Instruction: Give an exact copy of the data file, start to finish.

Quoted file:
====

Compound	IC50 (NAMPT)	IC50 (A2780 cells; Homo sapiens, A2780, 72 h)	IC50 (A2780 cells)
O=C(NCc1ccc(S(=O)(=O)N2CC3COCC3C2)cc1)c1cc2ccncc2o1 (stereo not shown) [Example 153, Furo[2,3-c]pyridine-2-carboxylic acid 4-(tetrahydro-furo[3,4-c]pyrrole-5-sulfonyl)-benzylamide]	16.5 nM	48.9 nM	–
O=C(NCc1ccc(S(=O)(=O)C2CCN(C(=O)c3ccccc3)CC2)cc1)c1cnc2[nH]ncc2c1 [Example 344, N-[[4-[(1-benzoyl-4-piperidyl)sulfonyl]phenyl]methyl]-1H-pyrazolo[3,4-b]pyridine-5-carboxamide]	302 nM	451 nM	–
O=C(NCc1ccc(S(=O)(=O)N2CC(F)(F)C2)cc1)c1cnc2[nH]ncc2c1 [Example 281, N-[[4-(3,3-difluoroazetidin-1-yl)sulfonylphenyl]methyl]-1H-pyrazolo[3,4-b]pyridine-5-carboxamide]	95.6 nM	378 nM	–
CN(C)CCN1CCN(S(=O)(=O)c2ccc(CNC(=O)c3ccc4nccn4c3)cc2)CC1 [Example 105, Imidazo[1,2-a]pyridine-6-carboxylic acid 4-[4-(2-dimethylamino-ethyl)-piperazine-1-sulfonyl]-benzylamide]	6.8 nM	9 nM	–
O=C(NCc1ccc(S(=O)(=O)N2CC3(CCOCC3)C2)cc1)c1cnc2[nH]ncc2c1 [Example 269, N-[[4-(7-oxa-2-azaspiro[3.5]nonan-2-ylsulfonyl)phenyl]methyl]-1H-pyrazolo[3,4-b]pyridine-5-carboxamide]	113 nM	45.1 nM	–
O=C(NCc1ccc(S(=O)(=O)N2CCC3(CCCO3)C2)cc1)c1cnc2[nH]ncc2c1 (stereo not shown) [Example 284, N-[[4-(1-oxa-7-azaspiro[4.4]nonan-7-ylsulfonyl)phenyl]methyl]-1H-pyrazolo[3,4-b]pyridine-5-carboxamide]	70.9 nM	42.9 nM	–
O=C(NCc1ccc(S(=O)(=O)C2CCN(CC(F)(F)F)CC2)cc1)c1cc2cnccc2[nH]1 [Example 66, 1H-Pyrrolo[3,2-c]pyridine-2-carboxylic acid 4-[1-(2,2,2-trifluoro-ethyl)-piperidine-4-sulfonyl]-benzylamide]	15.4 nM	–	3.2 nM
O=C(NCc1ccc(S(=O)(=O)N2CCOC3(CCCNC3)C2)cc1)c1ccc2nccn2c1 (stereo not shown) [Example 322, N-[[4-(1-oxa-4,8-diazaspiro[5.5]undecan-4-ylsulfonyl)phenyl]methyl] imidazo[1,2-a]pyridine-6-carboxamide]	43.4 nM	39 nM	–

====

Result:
Compound	IC50 (NAMPT)	IC50 (A2780 cells; Homo sapiens, A2780, 72 h)	IC50 (A2780 cells)
O=C(NCc1ccc(S(=O)(=O)N2CC3COCC3C2)cc1)c1cc2ccncc2o1 (stereo not shown) [Example 153, Furo[2,3-c]pyridine-2-carboxylic acid 4-(tetrahydro-furo[3,4-c]pyrrole-5-sulfonyl)-benzylamide]	16.5 nM	48.9 nM	–
O=C(NCc1ccc(S(=O)(=O)C2CCN(C(=O)c3ccccc3)CC2)cc1)c1cnc2[nH]ncc2c1 [Example 344, N-[[4-[(1-benzoyl-4-piperidyl)sulfonyl]phenyl]methyl]-1H-pyrazolo[3,4-b]pyridine-5-carboxamide]	302 nM	451 nM	–
O=C(NCc1ccc(S(=O)(=O)N2CC(F)(F)C2)cc1)c1cnc2[nH]ncc2c1 [Example 281, N-[[4-(3,3-difluoroazetidin-1-yl)sulfonylphenyl]methyl]-1H-pyrazolo[3,4-b]pyridine-5-carboxamide]	95.6 nM	378 nM	–
CN(C)CCN1CCN(S(=O)(=O)c2ccc(CNC(=O)c3ccc4nccn4c3)cc2)CC1 [Example 105, Imidazo[1,2-a]pyridine-6-carboxylic acid 4-[4-(2-dimethylamino-ethyl)-piperazine-1-sulfonyl]-benzylamide]	6.8 nM	9 nM	–
O=C(NCc1ccc(S(=O)(=O)N2CC3(CCOCC3)C2)cc1)c1cnc2[nH]ncc2c1 [Example 269, N-[[4-(7-oxa-2-azaspiro[3.5]nonan-2-ylsulfonyl)phenyl]methyl]-1H-pyrazolo[3,4-b]pyridine-5-carboxamide]	113 nM	45.1 nM	–
O=C(NCc1ccc(S(=O)(=O)N2CCC3(CCCO3)C2)cc1)c1cnc2[nH]ncc2c1 (stereo not shown) [Example 284, N-[[4-(1-oxa-7-azaspiro[4.4]nonan-7-ylsulfonyl)phenyl]methyl]-1H-pyrazolo[3,4-b]pyridine-5-carboxamide]	70.9 nM	42.9 nM	–
O=C(NCc1ccc(S(=O)(=O)C2CCN(CC(F)(F)F)CC2)cc1)c1cc2cnccc2[nH]1 [Example 66, 1H-Pyrrolo[3,2-c]pyridine-2-carboxylic acid 4-[1-(2,2,2-trifluoro-ethyl)-piperidine-4-sulfonyl]-benzylamide]	15.4 nM	–	3.2 nM
O=C(NCc1ccc(S(=O)(=O)N2CCOC3(CCCNC3)C2)cc1)c1ccc2nccn2c1 (stereo not shown) [Example 322, N-[[4-(1-oxa-4,8-diazaspiro[5.5]undecan-4-ylsulfonyl)phenyl]methyl] imidazo[1,2-a]pyridine-6-carboxamide]	43.4 nM	39 nM	–